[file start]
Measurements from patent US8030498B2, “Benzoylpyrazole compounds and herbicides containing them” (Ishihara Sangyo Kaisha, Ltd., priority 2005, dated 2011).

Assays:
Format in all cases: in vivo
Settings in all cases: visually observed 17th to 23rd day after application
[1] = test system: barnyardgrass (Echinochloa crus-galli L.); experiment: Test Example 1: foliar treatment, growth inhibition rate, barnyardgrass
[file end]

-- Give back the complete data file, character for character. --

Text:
Measurements from patent US8030498B2, “Benzoylpyrazole compounds and herbicides containing them” (Ishihara Sangyo Kaisha, Ltd., priority 2005, dated 2011).

Assays:
Format in all cases: in vivo
Settings in all cases: visually observed 17th to 23rd day after application
[1] = test system: barnyardgrass (Echinochloa crus-galli L.); experiment: Test Example 1: foliar treatment, growth inhibition rate, barnyardgrass